Carrying such a little projector will not make you sweat a single drop. This pint-sized projector had actually hit the market a month ago, and the price is commonly affordable for most professionals. It costs about $200 only.
The device measures about 6.7 in x 3.9 in x 3.5 in, which is kind of qualified to be called Micro projector. The device can only throw an image of a maximum of around 30-inches diagonal before the image gets distorted. But, 30 inches should be more than sufficient for any presentation that you need for your job.
The tiny projector is compatible with both NTSC and PAL devices. It connects to any device with a composite video output. It comes with built-in speakers, which definitely helps so much while you’re watching movie, which at least lets you hear the sound. The projector can even play movies, music and display photos directly from a SD card. But the light source of this projector would not be as bright as others, as it’s powered by a high-power LED light source instead of a discharge bulb. It shouldn’t give you much problem, as long as you dim all the lights in the room, to get a better quality of projection. And the best is this projector can run on AA batteries for about a 2.5 hours at a time.
BenQ has got a new digital camera in its line, the T850, which is claimed to be world’s thinnest camera. How thin is the world’s thinnest camera? It measures 14.9mm in thickness from front to back with the lens tucked away.
Being the world’s thinnest making its highly pocket-friendly. It’s also equipped with the Pentax lens which is capable of 3x zoom and it can reach shutter speeds up to 1600 ISO. One of the cool features of the camera is it’s equipped with a touch screen which allows gesture operations, which is unlike others which present you with those boring arrow keys and a OK button.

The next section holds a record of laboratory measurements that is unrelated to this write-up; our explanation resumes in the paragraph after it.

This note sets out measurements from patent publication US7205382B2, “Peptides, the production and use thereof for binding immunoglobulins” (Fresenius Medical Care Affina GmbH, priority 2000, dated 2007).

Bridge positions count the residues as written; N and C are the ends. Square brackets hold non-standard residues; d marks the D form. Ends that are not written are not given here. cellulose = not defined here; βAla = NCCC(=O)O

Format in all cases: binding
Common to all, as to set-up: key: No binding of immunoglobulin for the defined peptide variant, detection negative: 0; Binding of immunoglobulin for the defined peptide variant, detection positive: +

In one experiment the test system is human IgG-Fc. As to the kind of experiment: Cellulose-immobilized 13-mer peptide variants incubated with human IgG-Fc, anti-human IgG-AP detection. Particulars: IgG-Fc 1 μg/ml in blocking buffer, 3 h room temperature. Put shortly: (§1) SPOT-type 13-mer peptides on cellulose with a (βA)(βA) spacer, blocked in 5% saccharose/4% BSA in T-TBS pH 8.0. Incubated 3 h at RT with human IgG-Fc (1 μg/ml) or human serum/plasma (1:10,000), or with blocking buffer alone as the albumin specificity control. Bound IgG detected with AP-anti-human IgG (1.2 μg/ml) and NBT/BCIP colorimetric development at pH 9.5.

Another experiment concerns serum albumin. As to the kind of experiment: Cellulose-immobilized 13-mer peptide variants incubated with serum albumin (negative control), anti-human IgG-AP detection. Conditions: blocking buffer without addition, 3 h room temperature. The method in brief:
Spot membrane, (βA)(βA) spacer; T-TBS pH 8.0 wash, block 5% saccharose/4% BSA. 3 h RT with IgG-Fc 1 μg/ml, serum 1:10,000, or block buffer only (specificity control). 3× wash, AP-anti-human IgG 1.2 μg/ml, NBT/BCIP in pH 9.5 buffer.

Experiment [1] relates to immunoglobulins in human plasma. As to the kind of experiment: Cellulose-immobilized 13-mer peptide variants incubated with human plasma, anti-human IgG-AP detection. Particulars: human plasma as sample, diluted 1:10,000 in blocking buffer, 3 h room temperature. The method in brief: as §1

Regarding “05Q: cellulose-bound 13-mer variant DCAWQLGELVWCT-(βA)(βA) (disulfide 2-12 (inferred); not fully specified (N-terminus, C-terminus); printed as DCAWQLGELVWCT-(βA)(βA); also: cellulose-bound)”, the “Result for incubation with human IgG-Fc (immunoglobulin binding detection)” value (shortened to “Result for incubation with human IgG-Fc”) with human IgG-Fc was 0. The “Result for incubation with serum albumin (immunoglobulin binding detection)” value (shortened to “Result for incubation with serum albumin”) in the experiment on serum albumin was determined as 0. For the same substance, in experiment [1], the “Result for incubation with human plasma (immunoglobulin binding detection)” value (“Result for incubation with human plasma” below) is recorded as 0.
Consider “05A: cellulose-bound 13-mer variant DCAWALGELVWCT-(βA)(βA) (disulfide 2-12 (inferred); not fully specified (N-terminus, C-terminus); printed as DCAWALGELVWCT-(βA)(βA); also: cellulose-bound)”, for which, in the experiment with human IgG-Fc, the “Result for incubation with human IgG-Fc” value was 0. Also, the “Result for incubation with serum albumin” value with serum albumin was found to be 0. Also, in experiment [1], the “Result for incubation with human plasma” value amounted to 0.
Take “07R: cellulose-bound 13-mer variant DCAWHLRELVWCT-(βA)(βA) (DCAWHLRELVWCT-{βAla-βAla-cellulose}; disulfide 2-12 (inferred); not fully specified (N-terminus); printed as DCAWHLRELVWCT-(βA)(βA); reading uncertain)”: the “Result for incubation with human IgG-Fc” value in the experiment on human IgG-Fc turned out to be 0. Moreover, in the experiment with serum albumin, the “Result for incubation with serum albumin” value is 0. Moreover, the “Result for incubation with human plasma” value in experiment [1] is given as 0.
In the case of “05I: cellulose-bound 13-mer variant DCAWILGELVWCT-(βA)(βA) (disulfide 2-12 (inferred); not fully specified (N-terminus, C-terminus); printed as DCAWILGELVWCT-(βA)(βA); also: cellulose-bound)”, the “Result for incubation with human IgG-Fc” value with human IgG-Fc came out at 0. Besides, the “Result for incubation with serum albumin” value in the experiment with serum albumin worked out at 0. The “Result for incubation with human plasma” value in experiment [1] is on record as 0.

The gesture-operable touchscreen allows you to just tap, circle or swipe the screen to get the camera to perform as what you want. Some other cool features including Smile Catch, face tracking, Z Lighting, photo art, scribble & scrawl etc.
The price of this camera still remains unknown. It’s worth to be kept with an eye for its availability, so you can grab it on time. It’s especially good for those who will always need to travel around due to it’s so slim and offers pocket-friendless. Before I forget, it’s capable of a resolution of 8-megapixel, which should be more than sufficient for an average shooter.
The Casio EX-Z9 is a pretty easy to use camera that carries a 8.1 megapixel for the resolution and equipped with 3x optical zoom.